Paternity / Time Sharing Cases: What to Expect
When a relationship between two people ends, and those two people have children in common, it is not uncommon for a dispute regarding the children to arise. When this happens, the parties may seek assistance from the courts to establish a time-sharing schedule for the parents to follow. When the courts get involved, it can be an overwhelming process. Here are five basic facts about the process that will be helpful to know about time-sharing proceedings:
- Paternity needs to be established before an action can be initiated.
If the parents of the child were married at the time the child was born, or shortly thereafter, then an official paternity judgment is not necessary. However, if the child was born out of wedlock, paternity must be established by one of the following means:
- An affidavit, signed by both parties, acknowledging paternity that is filed with the court;
- A notarized affidavit, signed before two witnesses, acknowledging paternity; or
- A court hearing.
- Only a court in the child’s home state can enter and/or modify a time-sharing order.
On the surface, this may seem obvious; however, in certain cases it is not. The child’s home state is the state where the child has resided for the previous six months. If the child is less than six months old, the home state is the state where the child has resided permanently since birth.
- You will be required to take a parenting class.
In Florida, all parties involved in paternity/timesharing cases are required to complete the Children First in Divorce course before the final hearing will be scheduled. This course is offered through Hope Haven’s Children’s Clinic on various days and times.
- It is favorable to all parties involved if the parents can resolve their issues before the final hearing.
Before a final hearing is scheduled with a Judge, your case will be referred for mediation. This is when both parties sit down with an independent third party and try to resolve any disagreements regarding the timesharing plan. For example, a mediator can help you both come to an agreement on what nights and holidays your child gets to spend with you, or who is responsible for paying for your child’s extracurricular activities. Essentially, it is the parties who have the control in the amount of time each gets to spend with the children.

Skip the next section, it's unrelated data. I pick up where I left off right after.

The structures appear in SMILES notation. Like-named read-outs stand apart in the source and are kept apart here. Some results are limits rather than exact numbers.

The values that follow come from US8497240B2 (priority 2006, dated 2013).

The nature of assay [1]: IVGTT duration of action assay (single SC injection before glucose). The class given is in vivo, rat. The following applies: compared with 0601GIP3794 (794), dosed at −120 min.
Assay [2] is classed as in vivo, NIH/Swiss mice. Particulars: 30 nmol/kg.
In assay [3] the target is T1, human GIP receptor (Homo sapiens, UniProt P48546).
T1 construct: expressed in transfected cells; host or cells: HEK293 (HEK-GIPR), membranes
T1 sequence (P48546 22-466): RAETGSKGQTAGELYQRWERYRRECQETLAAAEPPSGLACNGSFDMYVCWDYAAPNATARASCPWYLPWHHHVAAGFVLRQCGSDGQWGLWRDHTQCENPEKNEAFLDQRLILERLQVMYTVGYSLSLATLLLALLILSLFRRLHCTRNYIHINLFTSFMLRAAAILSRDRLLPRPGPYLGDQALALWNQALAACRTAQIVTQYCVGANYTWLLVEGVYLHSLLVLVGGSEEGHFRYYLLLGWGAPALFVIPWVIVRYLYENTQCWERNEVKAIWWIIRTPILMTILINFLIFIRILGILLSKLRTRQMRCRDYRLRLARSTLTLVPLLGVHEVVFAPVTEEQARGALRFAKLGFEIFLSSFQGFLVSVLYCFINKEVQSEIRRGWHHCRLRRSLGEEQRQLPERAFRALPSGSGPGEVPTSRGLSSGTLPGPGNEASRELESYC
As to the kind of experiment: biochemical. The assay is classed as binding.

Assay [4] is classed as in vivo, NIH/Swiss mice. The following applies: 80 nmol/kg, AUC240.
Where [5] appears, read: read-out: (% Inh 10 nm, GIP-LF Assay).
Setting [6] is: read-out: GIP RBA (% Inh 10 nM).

If an agreement can be reached, the mediator will draft an agreement that both parties will sign, and this agreement will be filed with the court. If the parties cannot come to an agreement, the mediator will notify the court of the matters that have been resolved (if any), as well as the outstanding issues to be addressed in an evidentiary hearing. If a hearing is required, the judge makes the final decision as to how much time the child spends with each parent.
- Time-sharing cases are ALWAYS about the child’s best interest.
This does not mean the court will do what the child wants. It means that the court will do whatever is necessary to make sure the child’s needs are met, the child is safe, and the child is cared for. The courts will always consider the child’s best interest, even when the parents forget to do so. Also, it is important to remember that the child’s best interest may not always be what one party (or both!) wants; the ultimate goal in a paternity/time-sharing matter is not to give one party everything he or she wants, but to ensure that the child’s needs are properly addressed.
When a family separates and a child is involved, there are a lot of steps to the process; however, you do not have to go it alone! You may seek the advice of a family law attorney who can help guide you through the process. If you find yourself in this scenario and would like to talk with an experienced attorney, please call the Law Offices of Kate Mesic to schedule a consultation.